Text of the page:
Acute and Chronic Pancreatitis
Pancreatitis is a rare disease in which the pancreas becomes inflamed. There are two types of pancreatitis: acute and chronic. Symptoms of pancreatitis include abdominal pain, fever, nausea, vomiting, and a rapid pulse. Treatment of pancreatitis often requires hospitalization.
Parkinson's disease is a slowly progressive neurological disease characterized by a fixed inexpressive face, a tremor at rest, slowing of voluntary movements, a gait with short accelerating steps, peculiar posture and muscle weakness, caused by degeneration of an area of the brain called the basal ganglia, and by low production of the neurotransmitter dopamine. Most patients are over 50, but at least 10 percent are under 40.
Peptic Ulcer (Stomach Ulcer)
Peptic or stomach ulcers are ulcers are an ulcer in the lining of the stomach, duodenum, or esophagus. Ulcer formation is related to H. pylori bacteria in the stomach, use of anti-inflammatory medications, and cigarette smoking. Symptoms of peptic or stomach ulcers include abdominal burning or hunger pain, indigestion, and abdominal discomfort after meals. Treatment for stomach ulcers depends upon the cause.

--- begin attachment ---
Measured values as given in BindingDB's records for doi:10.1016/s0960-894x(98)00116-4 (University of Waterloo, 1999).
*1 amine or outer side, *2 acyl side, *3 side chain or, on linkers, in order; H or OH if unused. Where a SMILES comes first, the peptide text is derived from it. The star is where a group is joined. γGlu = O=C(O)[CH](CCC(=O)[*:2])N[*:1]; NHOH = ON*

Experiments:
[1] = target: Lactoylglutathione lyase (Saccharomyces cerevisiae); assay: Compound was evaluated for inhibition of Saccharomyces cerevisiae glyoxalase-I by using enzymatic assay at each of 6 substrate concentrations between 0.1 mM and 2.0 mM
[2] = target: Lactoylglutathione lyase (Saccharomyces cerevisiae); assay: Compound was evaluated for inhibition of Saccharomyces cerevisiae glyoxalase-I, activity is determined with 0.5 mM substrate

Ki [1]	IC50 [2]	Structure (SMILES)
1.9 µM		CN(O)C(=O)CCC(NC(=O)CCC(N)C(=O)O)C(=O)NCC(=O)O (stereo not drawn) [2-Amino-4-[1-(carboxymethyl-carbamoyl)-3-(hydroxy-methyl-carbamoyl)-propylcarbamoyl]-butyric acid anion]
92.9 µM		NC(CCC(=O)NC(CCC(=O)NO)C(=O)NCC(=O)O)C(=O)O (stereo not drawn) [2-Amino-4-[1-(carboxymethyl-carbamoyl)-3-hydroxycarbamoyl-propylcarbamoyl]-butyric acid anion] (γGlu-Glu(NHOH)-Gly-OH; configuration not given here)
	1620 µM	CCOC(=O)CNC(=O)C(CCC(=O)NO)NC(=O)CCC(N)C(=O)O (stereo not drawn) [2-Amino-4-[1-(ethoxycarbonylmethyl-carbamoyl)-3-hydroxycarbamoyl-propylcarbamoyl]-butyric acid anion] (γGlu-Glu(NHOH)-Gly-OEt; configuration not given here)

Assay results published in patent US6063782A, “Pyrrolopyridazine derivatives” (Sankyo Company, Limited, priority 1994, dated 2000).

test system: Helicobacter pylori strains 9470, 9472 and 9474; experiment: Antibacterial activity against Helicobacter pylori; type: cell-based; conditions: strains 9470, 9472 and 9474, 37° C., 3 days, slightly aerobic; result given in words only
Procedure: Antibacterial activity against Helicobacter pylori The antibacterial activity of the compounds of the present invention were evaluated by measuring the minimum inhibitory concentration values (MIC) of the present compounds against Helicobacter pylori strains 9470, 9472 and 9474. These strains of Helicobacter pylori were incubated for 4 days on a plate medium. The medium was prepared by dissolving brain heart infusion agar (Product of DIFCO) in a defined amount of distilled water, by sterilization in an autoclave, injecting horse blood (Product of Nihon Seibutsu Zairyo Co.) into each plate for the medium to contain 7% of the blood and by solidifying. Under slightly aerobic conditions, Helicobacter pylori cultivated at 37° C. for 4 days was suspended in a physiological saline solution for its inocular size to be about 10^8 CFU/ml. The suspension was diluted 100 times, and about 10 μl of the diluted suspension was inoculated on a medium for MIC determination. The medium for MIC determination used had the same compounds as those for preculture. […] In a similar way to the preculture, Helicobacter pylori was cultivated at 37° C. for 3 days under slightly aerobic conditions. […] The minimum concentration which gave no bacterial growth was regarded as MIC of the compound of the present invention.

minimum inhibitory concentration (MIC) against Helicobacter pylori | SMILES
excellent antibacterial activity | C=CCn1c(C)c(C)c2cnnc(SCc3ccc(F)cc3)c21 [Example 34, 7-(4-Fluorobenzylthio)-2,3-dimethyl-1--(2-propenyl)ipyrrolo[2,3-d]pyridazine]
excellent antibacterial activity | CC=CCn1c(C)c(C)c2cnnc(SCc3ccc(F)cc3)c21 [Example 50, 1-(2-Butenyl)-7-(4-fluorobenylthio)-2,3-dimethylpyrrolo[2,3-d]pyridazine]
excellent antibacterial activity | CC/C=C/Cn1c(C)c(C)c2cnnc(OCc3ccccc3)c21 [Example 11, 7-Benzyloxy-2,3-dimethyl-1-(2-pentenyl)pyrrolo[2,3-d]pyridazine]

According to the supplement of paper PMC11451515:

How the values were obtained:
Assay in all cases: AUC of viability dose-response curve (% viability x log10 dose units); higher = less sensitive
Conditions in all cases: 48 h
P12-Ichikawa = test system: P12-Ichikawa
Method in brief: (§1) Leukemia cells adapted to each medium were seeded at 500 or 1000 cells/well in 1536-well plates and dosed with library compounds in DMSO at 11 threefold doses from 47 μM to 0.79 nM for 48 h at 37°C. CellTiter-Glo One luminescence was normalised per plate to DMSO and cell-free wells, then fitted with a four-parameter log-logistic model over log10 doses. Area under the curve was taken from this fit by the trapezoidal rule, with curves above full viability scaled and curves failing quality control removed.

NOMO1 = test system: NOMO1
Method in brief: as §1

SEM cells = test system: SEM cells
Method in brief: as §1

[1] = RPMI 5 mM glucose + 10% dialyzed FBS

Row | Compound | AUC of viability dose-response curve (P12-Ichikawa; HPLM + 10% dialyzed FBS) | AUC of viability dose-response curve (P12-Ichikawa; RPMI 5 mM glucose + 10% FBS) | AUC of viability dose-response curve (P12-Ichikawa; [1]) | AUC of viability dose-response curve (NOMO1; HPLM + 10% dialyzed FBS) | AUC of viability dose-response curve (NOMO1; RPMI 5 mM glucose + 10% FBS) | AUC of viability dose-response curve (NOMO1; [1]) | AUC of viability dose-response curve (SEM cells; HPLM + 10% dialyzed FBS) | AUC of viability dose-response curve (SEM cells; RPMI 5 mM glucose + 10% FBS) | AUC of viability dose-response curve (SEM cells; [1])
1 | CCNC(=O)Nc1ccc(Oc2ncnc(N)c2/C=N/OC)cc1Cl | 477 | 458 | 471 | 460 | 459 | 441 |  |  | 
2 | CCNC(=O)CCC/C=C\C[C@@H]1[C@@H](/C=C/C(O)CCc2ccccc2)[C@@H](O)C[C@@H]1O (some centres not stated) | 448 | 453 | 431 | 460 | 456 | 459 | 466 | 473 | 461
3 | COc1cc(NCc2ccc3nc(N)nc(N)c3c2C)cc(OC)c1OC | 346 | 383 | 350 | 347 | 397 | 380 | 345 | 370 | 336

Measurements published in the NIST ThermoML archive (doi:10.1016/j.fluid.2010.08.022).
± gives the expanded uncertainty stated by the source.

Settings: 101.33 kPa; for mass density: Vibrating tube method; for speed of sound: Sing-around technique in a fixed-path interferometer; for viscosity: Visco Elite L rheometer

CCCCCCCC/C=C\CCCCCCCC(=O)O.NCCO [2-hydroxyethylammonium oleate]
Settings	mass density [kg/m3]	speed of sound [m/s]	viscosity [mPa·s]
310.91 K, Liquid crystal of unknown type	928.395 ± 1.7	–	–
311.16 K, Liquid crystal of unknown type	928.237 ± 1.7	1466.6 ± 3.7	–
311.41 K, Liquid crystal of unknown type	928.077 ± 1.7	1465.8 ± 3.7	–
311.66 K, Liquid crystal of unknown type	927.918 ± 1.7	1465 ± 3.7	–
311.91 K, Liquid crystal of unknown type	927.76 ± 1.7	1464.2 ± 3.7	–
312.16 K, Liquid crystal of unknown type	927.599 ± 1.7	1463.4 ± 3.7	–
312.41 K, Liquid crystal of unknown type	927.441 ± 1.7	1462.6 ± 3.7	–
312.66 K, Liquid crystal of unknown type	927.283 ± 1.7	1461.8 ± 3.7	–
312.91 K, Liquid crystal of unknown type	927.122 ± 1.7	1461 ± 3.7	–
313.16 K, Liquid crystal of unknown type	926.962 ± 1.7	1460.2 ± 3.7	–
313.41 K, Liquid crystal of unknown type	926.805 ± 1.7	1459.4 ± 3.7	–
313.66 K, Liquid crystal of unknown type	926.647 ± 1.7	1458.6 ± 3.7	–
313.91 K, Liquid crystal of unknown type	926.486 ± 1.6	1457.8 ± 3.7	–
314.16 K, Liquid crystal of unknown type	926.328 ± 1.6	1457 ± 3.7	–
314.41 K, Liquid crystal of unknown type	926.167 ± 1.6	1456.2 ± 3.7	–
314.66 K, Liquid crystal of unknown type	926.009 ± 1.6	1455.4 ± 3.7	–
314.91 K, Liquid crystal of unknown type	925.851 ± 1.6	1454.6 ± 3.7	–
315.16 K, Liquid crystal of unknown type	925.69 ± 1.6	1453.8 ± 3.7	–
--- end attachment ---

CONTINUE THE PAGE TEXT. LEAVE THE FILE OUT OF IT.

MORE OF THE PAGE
Ulcerative colitis is a chronic inflammation of the colon. Symptoms include abdominal pain, diarrhea, and rectal bleeding. Ulcerative colitis is closely related to Crohn's disease, and together they are referred to as inflammatory bowel disease. Treatment depends upon the type of ulcerative colitis diagnosed.
Diarrhea is a change is the frequency and looseness of bowel movements. Symptoms associated with diarrhea are cramping, abdominal pain, and the sensation of rectal urgency. Causes of diarrhea include viral, bacterial, or parasite infection, gastroenteritis, food poisoning, and drugs. Absorbents and anti-motility medications are used to treat diarrhea.
Motion sickness is a feeling of unwellness caused by the inner ear and balance systems. Motion sickness can include sea sickness, car sickness, and train or plane sickness. Symptoms include, headache, nausea, vomiting, fatigue, dizziness, cold sweats, and pale skin. Treatment for motion sickness includes home remedies such as ginger, avoiding large or fatty meals prior to traveling, and OTC and prescription medications.
Treatment & Diagnosis
Medications & Supplements
Prevention & Wellness
Health Solutions From Our Sponsors
Report Problems to the Food and Drug Administration
You are encouraged to report negative side effects of prescription drugs to the FDA. Visit the FDA MedWatch website or call 1-800-FDA-1088.